Martial Arts Plays

Dear Director of Youth Theatrical Productions:

        The martial arts have punched their way into the theatrical world, adding an exciting physical dimension to many performances, but, unfortunately, many films and plays lack the emotional kick to make them worthwhile theatrical experiences, especially for today's youth.  If you are an avid martial arts fan who believes that martial arts plays should be infused with some ethical and spiritual values, you might be interested in producing The Samurai Sword or The Dragon Star, both theatrical martial arts extravaganzas but each with a message.  And if you would like to produce a unique Christmas play that combines the spirit of the Yuletide season with that of the martial arts, you might wish to produce Crasher, the Unknown Reindeer.


  The Samurai Sword

Copyright c. 1981 Paul Turse.  All rights reserved)


        Michio, an orphaned Japanese youth, dreams of becoming a great samurai warrior.  When the evil magician, Kuromoto, kidnaps the Princess Ueshima and hides her on Thunder Mountain, the abode of the Fire Dragon, Michio gets his chance to prove himself.  Michio sets out to rescue the princess with the aid of his faithful pet monkey, who is, in reality, the orphan girl Matsuko.  Unknown to Michio, Matsuko has been transformed into a monkey by Kuromoto in order to keep her from revealing the magician’s treachery.  When Kuromoto casts the spell over Matsuko, he unwittingly turns her into a magic monkey possessing a pouch filled with magic dust.  This magic dust, of course, could be used to transform her back into a girl.  But because of her love for and devotion to Michio, Matsuko uses her dust to gain possession of a magic samurai sword, which enables Michio to defeat the Fire Dragon, save the princess, and earn the right to marry her.  However, before Michio makes his triumphal return, Kuromoto takes control of the palace, holds the Emperor Ueshima hostage, and demands the hand of the princess in marriage.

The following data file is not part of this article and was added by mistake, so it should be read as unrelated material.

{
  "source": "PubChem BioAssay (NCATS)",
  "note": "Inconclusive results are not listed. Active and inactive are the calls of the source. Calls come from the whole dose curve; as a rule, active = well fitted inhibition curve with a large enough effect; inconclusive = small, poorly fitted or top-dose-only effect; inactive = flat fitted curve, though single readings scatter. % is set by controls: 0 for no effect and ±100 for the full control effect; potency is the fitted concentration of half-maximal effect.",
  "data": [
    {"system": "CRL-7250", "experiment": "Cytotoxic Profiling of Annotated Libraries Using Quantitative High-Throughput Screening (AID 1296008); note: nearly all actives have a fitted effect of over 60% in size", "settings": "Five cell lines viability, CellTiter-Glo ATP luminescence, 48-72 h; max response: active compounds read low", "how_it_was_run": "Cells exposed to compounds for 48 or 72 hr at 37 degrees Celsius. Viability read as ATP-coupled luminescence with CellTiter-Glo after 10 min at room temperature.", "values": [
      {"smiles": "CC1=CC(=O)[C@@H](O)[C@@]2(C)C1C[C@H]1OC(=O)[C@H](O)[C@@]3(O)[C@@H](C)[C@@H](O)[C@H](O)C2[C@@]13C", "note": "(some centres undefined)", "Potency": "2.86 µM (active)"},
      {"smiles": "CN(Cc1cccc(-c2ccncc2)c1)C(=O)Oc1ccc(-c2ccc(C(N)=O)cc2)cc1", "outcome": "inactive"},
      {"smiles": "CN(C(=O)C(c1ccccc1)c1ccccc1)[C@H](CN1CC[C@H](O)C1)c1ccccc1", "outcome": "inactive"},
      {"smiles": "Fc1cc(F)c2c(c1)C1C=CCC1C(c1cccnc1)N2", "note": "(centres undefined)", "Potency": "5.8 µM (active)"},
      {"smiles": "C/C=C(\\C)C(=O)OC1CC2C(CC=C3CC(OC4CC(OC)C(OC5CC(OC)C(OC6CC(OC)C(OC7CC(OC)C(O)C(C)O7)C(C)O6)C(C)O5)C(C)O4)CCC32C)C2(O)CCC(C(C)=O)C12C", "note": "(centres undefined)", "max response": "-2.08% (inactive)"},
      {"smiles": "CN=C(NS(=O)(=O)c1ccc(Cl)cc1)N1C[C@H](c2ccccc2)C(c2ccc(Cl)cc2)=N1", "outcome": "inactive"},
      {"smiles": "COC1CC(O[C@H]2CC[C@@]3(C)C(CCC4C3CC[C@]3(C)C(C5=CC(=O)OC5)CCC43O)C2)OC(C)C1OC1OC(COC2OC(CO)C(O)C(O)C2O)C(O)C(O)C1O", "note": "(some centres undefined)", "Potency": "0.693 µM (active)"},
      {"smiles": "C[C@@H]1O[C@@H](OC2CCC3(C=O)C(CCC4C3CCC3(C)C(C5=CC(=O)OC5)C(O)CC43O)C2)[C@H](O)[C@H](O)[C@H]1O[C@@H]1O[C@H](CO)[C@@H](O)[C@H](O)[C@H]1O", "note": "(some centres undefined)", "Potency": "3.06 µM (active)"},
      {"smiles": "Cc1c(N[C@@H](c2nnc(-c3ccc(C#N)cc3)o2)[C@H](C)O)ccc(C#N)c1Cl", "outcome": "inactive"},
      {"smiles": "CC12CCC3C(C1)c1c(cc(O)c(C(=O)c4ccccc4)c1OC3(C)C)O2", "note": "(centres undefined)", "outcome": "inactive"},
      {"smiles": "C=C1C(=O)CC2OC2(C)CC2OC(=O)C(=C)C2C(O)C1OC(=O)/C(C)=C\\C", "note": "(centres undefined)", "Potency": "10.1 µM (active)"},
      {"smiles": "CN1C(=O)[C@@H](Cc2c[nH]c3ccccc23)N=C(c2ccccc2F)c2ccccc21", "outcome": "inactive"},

When Kuromoto uses his sorcery to take the magic from the sword and then sends his Mongol warriors to take the princess, Michio must stand against his enemies without the aid of the external, supernatural power, which had made him invincible, but must rely only on the magic that he can find within himself.  To help him restore his lost confidence and see him through this crisis, Matsuko must use more of her magic dust.

        Even though Michio is ultimately successful in thwarting Kuromoto’s plot and defeats the Mongols, the hero is not allowed to marry the Princess because it is learned that he is an orphan and not really from the elite warrior class.  In a magnanimous display of self-sacrifice, Matsuko uses the last of her magic dust—the remaining bit that could change her back into a girl—to make Michio’s true identify known:  He is the son of Tsuneyori, Japan’s greatest legendary warrior.  After this discovery, the royal family is more than willing to allow the marriage—an action that will force Michio to give up his pet monkey.

        Michio’s climactic choice between personal ambition and loyalty will provide an exciting and rewarding theatrical experience, not only for children of all ages but for adults as well.


The Dragon Star 

Copyright © 1975, 1980 Paul Turse

All rights reserved.

        The setting is 1980 Japan, and the security treaty between America and Japan is about to expire.  Prime Minister Katsura and MG Mannings are desperately attempting to negotiate a new agreement before either the communist faction, headed by the insidious Sato Clan, or the right wing militarists can thwart the renewal.  Katsura, a man of principles, is torn between the forces of democracy, communism, and traditionalism.  He longs for the samurai way but knows in his heart that Japan must remain a democracy.  However, because of a debt made long ago to the Sato Clan, he has been forced to promise his only daughter, Tsukiko, in marriage to young Sato.  This union would consolidate power in hands of the Sato Clan in the event of the Prime Minister's assassination, a plot that the young Sato has been secretly plotting.  But the most visible and volatile situation is the battle for martial arts supremacy between the Katsura team, headed by the Prime Minister’s “samurai” son, The Kat, and the US Army team, headed by the General’s romantic son, Mike.